Multicenter Evaluation of the Feasibility of Clinical Implementation of SPECT Myocardial Blood Flow Measurement: Intersite Variability and Imaging Time

Circ Cardiovasc Imaging. 2023 Oct;16(10):e015009. doi: 10.1161/CIRCIMAGING.122.015009. Epub 2023 Oct 6.


Background: Single-center studies have shown that single photon emission computed tomography myocardial blood flow (MBF) measurement is accurate compared with MBF measured with microspheres in a porcine model, positron emission tomography, and angiography. Clinical implementation requires consistency across multiple sites. The study goal is to determine the intersite processing repeatability of single photon emission computed tomography MBF and the additional camera time required.

Methods: Five sites (Canada, Italy, Japan, Germany, and Singapore) each acquired 25 to 35 MBF studies at rest and with pharmacological stress using technetium-99m-tetrofosmin on a pinhole-collimated cadmium-zinc-telluride-based cardiac single photon emission computed tomography camera with standardized list-mode imaging and processing protocols. Patients had intermediate to high pretest probability of coronary artery disease. MBF was measured locally and at a core laboratory using commercially available software. The time a room was occupied for an MBF study was compared with that for a standard rest/stress myocardial perfusion study.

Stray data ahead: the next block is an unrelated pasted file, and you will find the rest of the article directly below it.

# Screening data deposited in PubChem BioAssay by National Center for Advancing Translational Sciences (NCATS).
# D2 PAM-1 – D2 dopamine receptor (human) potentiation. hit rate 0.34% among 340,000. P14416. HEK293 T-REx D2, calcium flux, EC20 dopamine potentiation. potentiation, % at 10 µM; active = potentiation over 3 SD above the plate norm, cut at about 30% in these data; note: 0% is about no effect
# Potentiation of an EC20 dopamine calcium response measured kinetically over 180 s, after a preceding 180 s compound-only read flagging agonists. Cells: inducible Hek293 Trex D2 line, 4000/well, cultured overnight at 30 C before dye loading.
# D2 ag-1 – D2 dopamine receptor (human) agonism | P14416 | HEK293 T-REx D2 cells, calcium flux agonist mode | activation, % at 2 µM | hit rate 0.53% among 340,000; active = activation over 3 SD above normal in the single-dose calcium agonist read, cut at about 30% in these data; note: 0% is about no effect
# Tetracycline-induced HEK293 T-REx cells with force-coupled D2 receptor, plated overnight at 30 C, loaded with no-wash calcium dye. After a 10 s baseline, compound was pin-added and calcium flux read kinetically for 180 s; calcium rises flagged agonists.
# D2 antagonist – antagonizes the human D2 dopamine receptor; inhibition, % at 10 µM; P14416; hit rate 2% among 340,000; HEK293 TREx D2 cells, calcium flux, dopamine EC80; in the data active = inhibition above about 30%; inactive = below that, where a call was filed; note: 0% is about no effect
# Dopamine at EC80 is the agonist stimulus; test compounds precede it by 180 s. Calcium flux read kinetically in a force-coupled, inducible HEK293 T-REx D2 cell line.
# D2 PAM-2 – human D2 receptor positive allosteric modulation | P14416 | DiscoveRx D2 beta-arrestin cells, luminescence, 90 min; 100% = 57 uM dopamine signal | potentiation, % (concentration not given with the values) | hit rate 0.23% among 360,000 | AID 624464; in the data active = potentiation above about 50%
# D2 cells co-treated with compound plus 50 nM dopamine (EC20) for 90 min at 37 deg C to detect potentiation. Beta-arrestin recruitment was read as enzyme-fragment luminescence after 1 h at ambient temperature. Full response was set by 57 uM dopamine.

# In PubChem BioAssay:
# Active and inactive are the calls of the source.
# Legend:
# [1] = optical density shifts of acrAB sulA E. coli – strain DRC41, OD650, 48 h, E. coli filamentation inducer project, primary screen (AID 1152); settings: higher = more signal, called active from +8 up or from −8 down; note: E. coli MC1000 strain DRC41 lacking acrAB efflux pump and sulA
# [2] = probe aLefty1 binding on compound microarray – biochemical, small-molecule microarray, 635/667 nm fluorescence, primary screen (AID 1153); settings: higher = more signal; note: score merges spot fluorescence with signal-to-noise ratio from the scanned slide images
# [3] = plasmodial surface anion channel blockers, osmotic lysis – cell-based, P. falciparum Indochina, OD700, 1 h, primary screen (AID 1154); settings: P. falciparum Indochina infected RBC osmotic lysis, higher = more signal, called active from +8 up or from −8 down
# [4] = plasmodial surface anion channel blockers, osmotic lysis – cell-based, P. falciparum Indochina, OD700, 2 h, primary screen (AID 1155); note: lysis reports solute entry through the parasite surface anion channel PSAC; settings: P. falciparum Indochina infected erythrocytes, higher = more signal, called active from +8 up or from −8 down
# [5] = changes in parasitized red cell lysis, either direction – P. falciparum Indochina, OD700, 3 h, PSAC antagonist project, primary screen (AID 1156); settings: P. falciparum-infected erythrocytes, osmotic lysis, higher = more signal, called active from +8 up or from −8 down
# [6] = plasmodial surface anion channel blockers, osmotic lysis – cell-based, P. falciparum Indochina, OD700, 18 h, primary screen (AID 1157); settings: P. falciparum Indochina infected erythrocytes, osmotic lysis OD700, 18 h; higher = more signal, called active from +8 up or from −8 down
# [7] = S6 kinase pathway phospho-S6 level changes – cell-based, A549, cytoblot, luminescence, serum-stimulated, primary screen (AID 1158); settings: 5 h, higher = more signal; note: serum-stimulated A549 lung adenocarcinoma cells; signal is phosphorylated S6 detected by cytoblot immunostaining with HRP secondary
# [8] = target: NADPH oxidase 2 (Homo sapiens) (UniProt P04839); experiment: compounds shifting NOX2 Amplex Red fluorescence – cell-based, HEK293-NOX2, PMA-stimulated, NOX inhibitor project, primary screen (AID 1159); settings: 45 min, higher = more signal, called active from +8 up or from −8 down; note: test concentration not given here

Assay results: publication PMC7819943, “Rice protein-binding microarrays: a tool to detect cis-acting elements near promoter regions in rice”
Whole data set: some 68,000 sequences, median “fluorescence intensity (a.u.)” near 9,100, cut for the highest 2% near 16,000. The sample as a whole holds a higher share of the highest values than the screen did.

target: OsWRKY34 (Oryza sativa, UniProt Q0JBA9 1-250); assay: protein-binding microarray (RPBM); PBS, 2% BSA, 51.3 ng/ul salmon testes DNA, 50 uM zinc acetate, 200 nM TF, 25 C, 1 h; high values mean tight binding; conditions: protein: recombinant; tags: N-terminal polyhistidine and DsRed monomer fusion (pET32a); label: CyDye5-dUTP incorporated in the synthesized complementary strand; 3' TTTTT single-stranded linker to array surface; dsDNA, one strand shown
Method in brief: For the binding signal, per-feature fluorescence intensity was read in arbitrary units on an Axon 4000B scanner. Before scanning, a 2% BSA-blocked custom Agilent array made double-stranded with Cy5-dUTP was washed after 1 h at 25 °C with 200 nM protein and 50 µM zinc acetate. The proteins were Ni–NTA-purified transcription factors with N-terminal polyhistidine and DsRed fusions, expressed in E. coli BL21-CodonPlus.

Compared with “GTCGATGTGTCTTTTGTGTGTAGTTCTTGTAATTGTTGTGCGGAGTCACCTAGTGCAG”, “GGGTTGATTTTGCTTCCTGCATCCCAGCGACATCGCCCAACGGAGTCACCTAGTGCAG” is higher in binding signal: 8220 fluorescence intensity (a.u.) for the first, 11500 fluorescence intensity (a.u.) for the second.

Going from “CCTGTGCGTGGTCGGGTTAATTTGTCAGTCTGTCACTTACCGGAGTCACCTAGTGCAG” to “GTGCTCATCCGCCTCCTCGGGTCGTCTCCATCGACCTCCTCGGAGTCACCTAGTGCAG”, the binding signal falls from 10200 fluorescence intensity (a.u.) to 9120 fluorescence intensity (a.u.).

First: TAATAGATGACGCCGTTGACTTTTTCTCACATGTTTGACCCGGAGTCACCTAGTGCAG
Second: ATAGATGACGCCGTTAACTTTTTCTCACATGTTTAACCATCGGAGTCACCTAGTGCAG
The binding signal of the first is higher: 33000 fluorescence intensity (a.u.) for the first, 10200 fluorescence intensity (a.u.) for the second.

Results: With motion correction, the overall correlation in MBF between core laboratory and local site was 0.93 (range, 0.87-0.97) at rest, 0.90 (range, 0.84-0.96) at stress, and 0.84 (range, 0.70-0.92) for myocardial flow reserve. The local-to-core difference in global MBF (bias-MBF) was 5.4% (-3.8% to 14.8%; median [interquartile range]) at rest and 5.4% (-6.2% to 19.4%) at stress. Between the 5 sites, bias-MBF ranged from -1.6% to 11.0% at rest and from -1.9% to 16.3% at stress; the interquartile range in bias-MBF was between 9.3% (4.8%-14.0%) and 22.3% (-10.3% to 12.0%) at rest and between 17.0% (-11.3% to 5.6%) and 33.3% (-10.4% to 22.9%) at stress and was not significantly different between most sites. Both bias and interquartile range were like previously reported interobserver variability and less than the SD of the test-retest difference of 30%. The overall difference in myocardial flow reserve was 1.52% (-10.6% to 11.3%). There were no significant differences between with and without motion correction. The average additional acquisition time varied between sites from 44 to 79 minutes.

Conclusions: The average bias-MBF and bias-MFR values were small with standard deviations substantially less than the test-retest variability. This demonstrates that MBF can be measured consistently across multiple sites and further supports that this technique can be reliably implemented.

Registration: URL: https://www.

Clinicaltrials: gov; Unique identifier: NCT03427749.

Keywords: coronary artery disease; perfusion; regional blood flow; reproducibility of results; single-photon emission-computed tomography; tomography.

Publication types

  • Clinical Study
  • Multicenter Study
  • Research Support, Non-U.S. Gov't

MeSH terms

  • Animals
  • Coronary Artery Disease* / diagnostic imaging
  • Coronary Circulation
  • Feasibility Studies
  • Heart
  • Humans
  • Myocardial Perfusion Imaging* / methods
  • Positron-Emission Tomography / methods
  • Swine
  • Tomography, Emission-Computed, Single-Photon / methods

Associated data